Id. at 748; see also 27 U.S.C. § 157(b)(2)(A) and (O)
(defining core proceedings to include "proceedings affecting the
liquidation of the assets of the estate"). In U.S. Brass, the
Seventh Circuit did not pause to examine Home Insurance and
seems to permit the inference that when the issue is the
ownership of an insurance policy, rather than its scope, the
proceeding is core. 110 F.3d at 1268. As defendants point out, however, the statement from Home
Insurance is dicta, as is the approving language in U.S.
Brass. The claims in Home Insurance were non-core,*fn3
and the issue on appeal was whether the adversary proceeding was
"related to" the bankruptcy case, making it proper for the
bankruptcy judge to hear the case, albeit he had authority only
to submit proposed findings of fact and conclusions of law to the
district court. 889 F.2d at 749. Had it been a core proceeding,
by definition, the bankruptcy judge could have entered a final
determination. See 28 U.S.C. § 157(b)(1) ("Bankruptcy judges
may hear and determine all . . . core proceedings arising under
title 11. . . ."). Had it been non-core but "unrelated," it would
not have stayed in either district or bankruptcy court because
the district court's original jurisdiction extends only to "civil
proceedings arising under title 11, or arising in or related to
cases under title 11." 28 U.S.C. § 1334(b). In other words, the
issue on appeal in Home Insurance involved not the borderline
between "core" and "non-core" proceedings but the borderline
between "related" and "unrelated proceedings." (Judge Barliant
discusses this point thoroughly in U.S. Brass Corp. v.
California Union Ins. Co. 198 B.R. 940, 946 (N.D.Ill. 1996),
stating, "Even if the statement in Home Insurance were a viable
rule, it would have to be limited to the specific facts of that
case in light of later cases.")
In the U.S. Brass appeal, the issue was whether the
bankruptcy court properly abstained from deciding two diversity
cases concerning the debtors' claim to insurance coverage. It was
undisputed that the cases were "related" to the bankruptcy. The
debtor apparently argued, based on Home Insurance, that the
policies were property of the estate and thus abstention should
not apply under § 1334(d).*fn4 This is the same as arguing that
determination of the debtor's rights under the policies was a
core matter. Conceding that the policies were the debtor's
property (which in a chapter 11 means they are property of the
estate), the Seventh Circuit pointed out that "no one is trying
to take away [the debtor's] property." 110 F.3d at 1268. It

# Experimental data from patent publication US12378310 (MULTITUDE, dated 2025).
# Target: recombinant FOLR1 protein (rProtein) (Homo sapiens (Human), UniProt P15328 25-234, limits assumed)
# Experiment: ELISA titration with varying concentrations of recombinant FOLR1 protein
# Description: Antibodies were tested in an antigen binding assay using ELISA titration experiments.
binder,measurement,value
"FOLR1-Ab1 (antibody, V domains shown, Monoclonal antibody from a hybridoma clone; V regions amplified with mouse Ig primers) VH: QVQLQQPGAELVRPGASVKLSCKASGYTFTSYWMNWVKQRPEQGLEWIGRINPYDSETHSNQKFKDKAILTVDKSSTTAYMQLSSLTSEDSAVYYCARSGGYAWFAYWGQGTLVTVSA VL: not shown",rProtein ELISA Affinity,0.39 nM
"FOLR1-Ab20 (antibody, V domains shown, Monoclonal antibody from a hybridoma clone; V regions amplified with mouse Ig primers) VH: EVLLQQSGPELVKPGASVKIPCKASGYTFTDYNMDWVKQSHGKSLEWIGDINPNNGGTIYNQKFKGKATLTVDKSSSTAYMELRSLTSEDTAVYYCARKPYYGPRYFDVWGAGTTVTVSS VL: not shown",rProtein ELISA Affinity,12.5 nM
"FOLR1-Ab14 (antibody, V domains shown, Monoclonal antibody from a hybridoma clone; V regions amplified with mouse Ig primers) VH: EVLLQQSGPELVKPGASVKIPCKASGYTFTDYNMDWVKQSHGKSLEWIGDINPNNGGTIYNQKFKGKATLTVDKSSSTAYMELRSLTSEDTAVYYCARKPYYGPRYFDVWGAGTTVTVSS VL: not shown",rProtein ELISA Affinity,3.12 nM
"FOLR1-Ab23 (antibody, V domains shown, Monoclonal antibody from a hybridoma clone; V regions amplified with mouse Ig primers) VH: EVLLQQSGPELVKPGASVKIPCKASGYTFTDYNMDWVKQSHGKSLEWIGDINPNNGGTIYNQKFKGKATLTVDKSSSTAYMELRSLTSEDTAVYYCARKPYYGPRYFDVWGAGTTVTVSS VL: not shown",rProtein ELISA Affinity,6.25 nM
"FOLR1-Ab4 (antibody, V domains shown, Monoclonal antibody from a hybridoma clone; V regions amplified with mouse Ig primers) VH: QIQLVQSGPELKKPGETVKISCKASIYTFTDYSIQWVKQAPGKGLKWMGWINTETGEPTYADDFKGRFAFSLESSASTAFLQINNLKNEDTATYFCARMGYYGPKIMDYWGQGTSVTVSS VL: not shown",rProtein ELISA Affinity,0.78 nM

soundly rejected the debtor's argument, ruling that § 1334(d)
"has no application to a dispute between the debtor and its
insurers over the scope of coverage." 110 F.3d at 1261. In other
words, the dispute did not present a core issue, the diversity
cases were non-core related proceedings; and, furthermore, the
bankruptcy judge did not abuse his discretion by abstaining.
Having said all this, the court agrees with defendants that
"the right to collect upon an asset of the estate" is not a
substantive right granted by Title 11. If it were, then any claim
a debtor pursues would properly be an asset of the estate because
pursuit of the claim, if successful, might benefit the estate.
See In re CIS Corp., 172 B.R. 748, 757 (S.D.N.Y. 1994), in
which the court held, "A debtor cannot reclassify what is
essentially a non-core state law cause of action by declaring
that it affects either `the liquidation of assets of the estate'
or `the administration of the estate.'"
Of course, even if this is a core proceeding, as stated above
the court has authority although it likely would not exercise
it to withdraw the reference under § 157(d) for cause shown.
Here, judicial economy provides sufficient cause to withdraw the
reference. As explained above, CVI's claims against the Broker
Defendants are certainly non-core. Two of the broker defendants,
Accordia and ABD, have demanded a jury trial and do not consent
to proceeding before the bankruptcy court. Thus, cause to withdraw
the reference as to these defendants "automatically exists."
See § 157(e) (jury trials in the bankruptcy court must be by
consent of all the parties."). Because the claims and defenses of
CVI with respect to Accordia and ABD are closely intertwined with
its claims and defenses as to the other parties to the
proceeding, it makes little sense to separate the proceedings.
Furthermore, it is likely that it will cost all the parties less
to litigate the claims in one forum rather than two.
For the reasons stated above, the motions to withdraw the
reference to the bankruptcy court are granted [Case No. 04 C
2007, #1; Case No. 04 C 2393, #1].